Mattel Chairman and CEO Bryan Stockton has resigned after the struggling maker of Barbie dolls and Hot Wheels cars reported fourth-quarter results that fell far short of analyst expectations.
Shares of the El Segundo, California, company slumped Monday after it announced preliminary numbers for the quarter, which includes the holiday shopping season, the lifeblood of any toy maker.
The company said board member Christopher A. Sinclair will replace Stockton as chairman and interim CEO. The 64-year-old-executive has served on Mattel’s board since 1996.
The toy maker also disclosed that its net income tumbled 59 per cent to $149.9 million from $369.2 million in the three months that ended Dec. 31. On a per-share basis, Mattel earned 44 cents per share in the most recent quarter, or 52 cents per share not counting hits from taxes and costs tied to its acquisition of Mega Bloks owner Mega Brands.
Revenue fell 6 per cent to $1.99 billion partially due to foreign exchange rates.
Analysts forecast, on average, earnings of 91 cents per share on $2.14 billion in revenue, according to the data firm FactSet.
Mattel will announce full results from its quarter on Friday.
The company has struggled for several quarters now with slumping sales of its Barbie dolls. Barbie sales fell 21 per cent in Mattel’s third quarter, which ended Sept. 30. That came after a 15 per cent drop in the second quarter.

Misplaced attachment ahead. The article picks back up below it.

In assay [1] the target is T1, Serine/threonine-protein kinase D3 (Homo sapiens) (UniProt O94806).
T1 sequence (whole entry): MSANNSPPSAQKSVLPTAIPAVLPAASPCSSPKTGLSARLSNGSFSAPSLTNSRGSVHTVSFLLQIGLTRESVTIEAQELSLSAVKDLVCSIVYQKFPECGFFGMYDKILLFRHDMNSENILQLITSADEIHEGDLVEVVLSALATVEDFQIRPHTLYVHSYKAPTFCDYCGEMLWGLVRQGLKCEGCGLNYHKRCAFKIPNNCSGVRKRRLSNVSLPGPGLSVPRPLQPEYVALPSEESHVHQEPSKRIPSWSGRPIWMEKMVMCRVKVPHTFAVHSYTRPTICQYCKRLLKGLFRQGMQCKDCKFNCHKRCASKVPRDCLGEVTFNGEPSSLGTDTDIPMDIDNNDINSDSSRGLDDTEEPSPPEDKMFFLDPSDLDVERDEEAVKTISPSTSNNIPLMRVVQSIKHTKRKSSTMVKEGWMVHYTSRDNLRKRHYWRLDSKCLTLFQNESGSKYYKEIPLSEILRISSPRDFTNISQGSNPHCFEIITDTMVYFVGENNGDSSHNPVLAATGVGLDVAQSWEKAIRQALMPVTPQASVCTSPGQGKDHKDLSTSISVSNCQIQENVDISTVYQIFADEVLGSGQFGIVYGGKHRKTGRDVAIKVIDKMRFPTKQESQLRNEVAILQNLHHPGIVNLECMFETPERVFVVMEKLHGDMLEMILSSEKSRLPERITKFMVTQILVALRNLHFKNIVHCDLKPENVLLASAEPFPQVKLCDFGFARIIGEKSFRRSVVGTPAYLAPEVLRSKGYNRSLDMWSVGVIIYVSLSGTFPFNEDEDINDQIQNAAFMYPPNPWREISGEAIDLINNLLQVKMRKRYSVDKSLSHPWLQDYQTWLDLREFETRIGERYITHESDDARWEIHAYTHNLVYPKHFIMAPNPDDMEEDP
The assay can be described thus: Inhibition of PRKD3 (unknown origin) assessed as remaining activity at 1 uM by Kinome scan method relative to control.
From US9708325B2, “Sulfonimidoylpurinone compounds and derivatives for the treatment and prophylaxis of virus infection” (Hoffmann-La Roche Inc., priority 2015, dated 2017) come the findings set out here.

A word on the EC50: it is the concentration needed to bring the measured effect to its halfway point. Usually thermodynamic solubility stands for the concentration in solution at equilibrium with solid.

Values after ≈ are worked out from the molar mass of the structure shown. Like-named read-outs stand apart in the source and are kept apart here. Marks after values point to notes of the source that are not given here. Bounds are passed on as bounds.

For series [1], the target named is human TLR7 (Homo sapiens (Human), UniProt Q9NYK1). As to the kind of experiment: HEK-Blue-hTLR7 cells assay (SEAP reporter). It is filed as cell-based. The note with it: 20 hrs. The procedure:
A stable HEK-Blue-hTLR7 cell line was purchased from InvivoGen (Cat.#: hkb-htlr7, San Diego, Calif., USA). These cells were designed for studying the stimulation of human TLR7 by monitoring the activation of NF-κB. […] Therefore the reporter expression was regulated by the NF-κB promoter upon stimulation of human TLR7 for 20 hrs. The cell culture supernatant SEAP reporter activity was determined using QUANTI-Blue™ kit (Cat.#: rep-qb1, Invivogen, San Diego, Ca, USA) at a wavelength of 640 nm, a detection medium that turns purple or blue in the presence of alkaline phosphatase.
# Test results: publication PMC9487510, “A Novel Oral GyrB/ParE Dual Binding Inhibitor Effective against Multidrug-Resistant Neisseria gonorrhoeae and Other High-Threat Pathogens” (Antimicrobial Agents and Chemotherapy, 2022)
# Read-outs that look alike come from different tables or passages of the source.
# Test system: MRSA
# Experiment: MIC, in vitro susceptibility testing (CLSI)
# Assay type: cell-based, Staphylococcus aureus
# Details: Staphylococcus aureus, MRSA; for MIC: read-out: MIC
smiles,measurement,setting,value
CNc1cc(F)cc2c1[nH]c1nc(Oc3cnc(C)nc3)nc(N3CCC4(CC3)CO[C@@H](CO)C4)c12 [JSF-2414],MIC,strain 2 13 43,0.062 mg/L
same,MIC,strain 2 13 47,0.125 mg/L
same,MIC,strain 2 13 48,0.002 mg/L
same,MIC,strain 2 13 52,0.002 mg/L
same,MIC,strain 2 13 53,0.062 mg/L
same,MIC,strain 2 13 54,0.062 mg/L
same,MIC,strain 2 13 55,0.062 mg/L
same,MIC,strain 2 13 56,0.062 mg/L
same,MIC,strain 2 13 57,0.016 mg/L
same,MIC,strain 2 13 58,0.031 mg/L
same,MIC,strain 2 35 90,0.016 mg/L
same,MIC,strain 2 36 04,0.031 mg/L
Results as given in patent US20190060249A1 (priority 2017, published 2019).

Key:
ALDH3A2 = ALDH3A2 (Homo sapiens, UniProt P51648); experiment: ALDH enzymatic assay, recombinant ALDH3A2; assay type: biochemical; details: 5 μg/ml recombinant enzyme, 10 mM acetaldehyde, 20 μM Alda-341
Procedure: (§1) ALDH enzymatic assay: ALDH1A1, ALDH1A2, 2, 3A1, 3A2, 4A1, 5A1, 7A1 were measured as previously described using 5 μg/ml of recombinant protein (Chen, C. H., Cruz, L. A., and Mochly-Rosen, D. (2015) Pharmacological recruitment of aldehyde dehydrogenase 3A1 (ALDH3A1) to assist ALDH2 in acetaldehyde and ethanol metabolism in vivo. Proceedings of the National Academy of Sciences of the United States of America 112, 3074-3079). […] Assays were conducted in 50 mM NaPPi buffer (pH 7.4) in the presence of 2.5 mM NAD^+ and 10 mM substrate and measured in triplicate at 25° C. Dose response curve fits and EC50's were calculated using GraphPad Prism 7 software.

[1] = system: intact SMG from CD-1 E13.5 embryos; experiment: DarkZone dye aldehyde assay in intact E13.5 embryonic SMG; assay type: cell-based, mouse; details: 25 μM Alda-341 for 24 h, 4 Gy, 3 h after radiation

Making matters worse, late last year, Barbie lost its top spot on the crucial holiday wish lists of girls to merchandise from the Disney hit “Frozen.” The National Retail Federation’s Holiday Top Toys Survey found that one in five parents, or 20 per cent, planned to buy “Frozen” merchandise for their girls. That beat the 16.8 per cent who said they were looking to make a Barbie purchase.
Stockton became CEO in January 2012 and then was named chairman a year later. Sinclair said in a statement from the company that the Mattel board believed it was the right time for a change in leadership to maximize the company’s potential.
Stockton, a former Kraft Foods executive, served as a Mattel’s chief operating officer before becoming CEO.
The company’s stock fell 4.3 per cent, or $1.22, to $26.83 Monday afternoon, while broader indexes were largely flat. Mattel shares are coming off a year in which their price sank 35 per cent, while the broader Standard & Poor’s 500 index climbed 11.4 per cent.